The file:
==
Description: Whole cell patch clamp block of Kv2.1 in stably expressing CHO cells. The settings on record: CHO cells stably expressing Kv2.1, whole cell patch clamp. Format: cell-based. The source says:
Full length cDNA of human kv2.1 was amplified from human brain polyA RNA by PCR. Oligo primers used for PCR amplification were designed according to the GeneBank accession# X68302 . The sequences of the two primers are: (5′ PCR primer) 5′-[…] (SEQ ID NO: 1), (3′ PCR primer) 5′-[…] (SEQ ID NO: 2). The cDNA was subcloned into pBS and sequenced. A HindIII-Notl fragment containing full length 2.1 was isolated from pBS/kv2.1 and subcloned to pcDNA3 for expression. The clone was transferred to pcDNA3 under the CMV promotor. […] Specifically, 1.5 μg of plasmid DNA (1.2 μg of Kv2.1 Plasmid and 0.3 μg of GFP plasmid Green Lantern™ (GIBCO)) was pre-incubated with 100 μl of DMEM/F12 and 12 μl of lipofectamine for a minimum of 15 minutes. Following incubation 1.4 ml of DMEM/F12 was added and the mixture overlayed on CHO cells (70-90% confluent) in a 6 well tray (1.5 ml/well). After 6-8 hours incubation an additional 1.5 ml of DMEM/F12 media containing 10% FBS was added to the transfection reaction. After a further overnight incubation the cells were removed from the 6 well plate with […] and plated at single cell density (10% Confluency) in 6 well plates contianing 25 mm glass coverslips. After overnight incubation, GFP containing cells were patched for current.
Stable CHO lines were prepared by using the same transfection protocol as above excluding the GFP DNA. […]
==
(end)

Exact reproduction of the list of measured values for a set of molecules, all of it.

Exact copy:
Description: Whole cell patch clamp block of Kv2.1 in stably expressing CHO cells. The settings on record: CHO cells stably expressing Kv2.1, whole cell patch clamp. Format: cell-based. The source says:
Full length cDNA of human kv2.1 was amplified from human brain polyA RNA by PCR. Oligo primers used for PCR amplification were designed according to the GeneBank accession# X68302 . The sequences of the two primers are: (5′ PCR primer) 5′-[…] (SEQ ID NO: 1), (3′ PCR primer) 5′-[…] (SEQ ID NO: 2). The cDNA was subcloned into pBS and sequenced. A HindIII-Notl fragment containing full length 2.1 was isolated from pBS/kv2.1 and subcloned to pcDNA3 for expression. The clone was transferred to pcDNA3 under the CMV promotor. […] Specifically, 1.5 μg of plasmid DNA (1.2 μg of Kv2.1 Plasmid and 0.3 μg of GFP plasmid Green Lantern™ (GIBCO)) was pre-incubated with 100 μl of DMEM/F12 and 12 μl of lipofectamine for a minimum of 15 minutes. Following incubation 1.4 ml of DMEM/F12 was added and the mixture overlayed on CHO cells (70-90% confluent) in a 6 well tray (1.5 ml/well). After 6-8 hours incubation an additional 1.5 ml of DMEM/F12 media containing 10% FBS was added to the transfection reaction. After a further overnight incubation the cells were removed from the 6 well plate with […] and plated at single cell density (10% Confluency) in 6 well plates contianing 25 mm glass coverslips. After overnight incubation, GFP containing cells were patched for current.
Stable CHO lines were prepared by using the same transfection protocol as above excluding the GFP DNA. […]